Treading softly in the Nissan Leaf

The Nissan Leaf has been on sale since 2010 and up until recently it was the world’s best-selling electric vehicle (EV). Its size, safety technology and range make it a well suited car for city driving with the added advantage of no tailpipe emissions and it is quiet.

The Leaf is powered by a 40kW laminated lithium ion battery and its electric motor has 110kW of power and 320Nm of torque that is paired with an automatic transmission. This is not a rapid EV though with a 0-100km/h time of 7.9 seconds and a maximum speed of 144km/h. The front wheel drive Nissan Leaf does suffer from some loss of traction under hard acceleration, even in the dry, and there is also a bit of torque steer, but overall the front tyres cope OK with the torque from the EV motor.

The claimed range for the Leaf is 270km, but based on my usage I calculated that my maximum range would have been 210km from a fully charged battery. For my week I used 19kW/100km in the Leaf and this is similar to the Tesla Model 3 which used 18kW/100km when I drove it. But the Leaf’s energy usage was more than the Hyundai Kona I have driven, which used only 13.6kW/100km.

Here’s what you need to know about charging a Nisan Leaf; it comes with a MODE-3 TYPE-2 EVSE cable for AC charging and you will need to install a wall box in your garage to use this charging option. From a Mode 3 connection it takes approximately 7.5 hours (from empty warning to full) to charge the Leaf’s battery.

While I was driving the Leaf I used a Mode 2 cable, which plugs into a standard 15A 240V wall socket. Using this method it would take approximately 20 hours to fully charge the battery if it was empty. I calculated this cable charged at a rate of 1.95kW/hour when I used it. Conveniently there are three blue lights on the dash that illuminate and indicate how the charging is progressing and these are easy to see when you glance at your Leaf to check the charging status. When fully charged the lights go out and to release the charging cable you need to press the button in the cabin. The charging point is at the front of the Leaf and this may be problematic in the event of a nose to tail accident.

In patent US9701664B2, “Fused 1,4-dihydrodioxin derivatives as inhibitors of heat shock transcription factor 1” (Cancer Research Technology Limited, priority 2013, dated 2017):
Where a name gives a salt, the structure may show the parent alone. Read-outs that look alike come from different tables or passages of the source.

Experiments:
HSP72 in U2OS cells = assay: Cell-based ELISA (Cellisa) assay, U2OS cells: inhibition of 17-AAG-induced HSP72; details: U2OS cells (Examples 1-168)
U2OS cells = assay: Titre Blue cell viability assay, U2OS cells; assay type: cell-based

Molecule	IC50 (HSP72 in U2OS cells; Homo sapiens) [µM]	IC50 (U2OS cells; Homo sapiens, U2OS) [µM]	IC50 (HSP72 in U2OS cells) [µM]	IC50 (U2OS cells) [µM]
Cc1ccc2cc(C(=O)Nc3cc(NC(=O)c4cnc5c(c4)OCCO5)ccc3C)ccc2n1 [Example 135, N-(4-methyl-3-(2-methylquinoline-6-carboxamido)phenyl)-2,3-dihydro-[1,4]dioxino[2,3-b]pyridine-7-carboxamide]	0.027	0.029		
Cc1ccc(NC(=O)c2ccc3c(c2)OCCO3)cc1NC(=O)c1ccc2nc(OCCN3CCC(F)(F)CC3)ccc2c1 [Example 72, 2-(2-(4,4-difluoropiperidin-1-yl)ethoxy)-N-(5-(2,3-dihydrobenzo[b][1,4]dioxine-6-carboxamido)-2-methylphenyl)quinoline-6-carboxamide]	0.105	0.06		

For when you are on the go the Leaf can be charged by a Mode 4 cable tethered to a CHAdeMO DC charger, which is designed for quick charging via direct current (DC). These chargers can be located using the Plug Share app or via the sat nav in your Leaf.  These 50kWh CHAdeMO fast charging points have the ability to accomplish a charge from empty warning to 80 per cent within approximately 60 minutes.

Driving the Leaf is similar to petrol-powered car in that you have a gear selector, albeit one that feels a little futuristic to use. The Leaf also has an e-Pedal that enables “One Pedal Driving” of the vehicle. When you activate the e-pedal the regenerative braking takes over from regular braking for start/stop style driving, but you will still need to use the brake as well in many situations. You cannot adjust the rate at which the regenerative braking retards the Leaf and takes a bit of getting used to as it brakes somewhat heavily.

The gear selector on a Nissan Leaf.

The black leather accented seats with ultra-suede inserts are a nice design and I liked the blue stitching highlights. The front seats are firm, but comfortable and have 6-way manual adjustment for the driver and 4-way adjustment for the passenger. You do get some luxury though, as both the front and rear seats are heated.